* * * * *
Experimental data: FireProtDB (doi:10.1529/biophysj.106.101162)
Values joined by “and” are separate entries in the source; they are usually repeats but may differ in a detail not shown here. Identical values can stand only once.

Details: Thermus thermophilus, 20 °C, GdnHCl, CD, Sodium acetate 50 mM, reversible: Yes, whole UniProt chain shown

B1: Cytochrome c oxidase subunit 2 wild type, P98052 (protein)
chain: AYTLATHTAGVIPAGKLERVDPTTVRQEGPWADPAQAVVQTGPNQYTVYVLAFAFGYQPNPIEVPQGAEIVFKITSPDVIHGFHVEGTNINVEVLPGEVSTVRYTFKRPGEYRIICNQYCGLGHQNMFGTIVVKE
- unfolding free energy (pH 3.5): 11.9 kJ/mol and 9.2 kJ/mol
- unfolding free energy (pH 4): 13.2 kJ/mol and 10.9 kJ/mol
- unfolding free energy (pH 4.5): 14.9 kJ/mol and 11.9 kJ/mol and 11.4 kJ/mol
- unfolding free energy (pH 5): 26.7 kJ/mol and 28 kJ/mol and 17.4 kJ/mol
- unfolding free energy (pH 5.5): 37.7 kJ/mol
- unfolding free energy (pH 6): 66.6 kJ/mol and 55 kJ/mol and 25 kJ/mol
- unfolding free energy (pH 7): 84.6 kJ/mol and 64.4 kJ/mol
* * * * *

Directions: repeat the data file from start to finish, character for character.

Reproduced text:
Experimental data: FireProtDB (doi:10.1529/biophysj.106.101162)
Values joined by “and” are separate entries in the source; they are usually repeats but may differ in a detail not shown here. Identical values can stand only once.

Details: Thermus thermophilus, 20 °C, GdnHCl, CD, Sodium acetate 50 mM, reversible: Yes, whole UniProt chain shown

B1: Cytochrome c oxidase subunit 2 wild type, P98052 (protein)
chain: AYTLATHTAGVIPAGKLERVDPTTVRQEGPWADPAQAVVQTGPNQYTVYVLAFAFGYQPNPIEVPQGAEIVFKITSPDVIHGFHVEGTNINVEVLPGEVSTVRYTFKRPGEYRIICNQYCGLGHQNMFGTIVVKE
- unfolding free energy (pH 3.5): 11.9 kJ/mol and 9.2 kJ/mol
- unfolding free energy (pH 4): 13.2 kJ/mol and 10.9 kJ/mol
- unfolding free energy (pH 4.5): 14.9 kJ/mol and 11.9 kJ/mol and 11.4 kJ/mol
- unfolding free energy (pH 5): 26.7 kJ/mol and 28 kJ/mol and 17.4 kJ/mol
- unfolding free energy (pH 5.5): 37.7 kJ/mol
- unfolding free energy (pH 6): 66.6 kJ/mol and 55 kJ/mol and 25 kJ/mol
- unfolding free energy (pH 7): 84.6 kJ/mol and 64.4 kJ/mol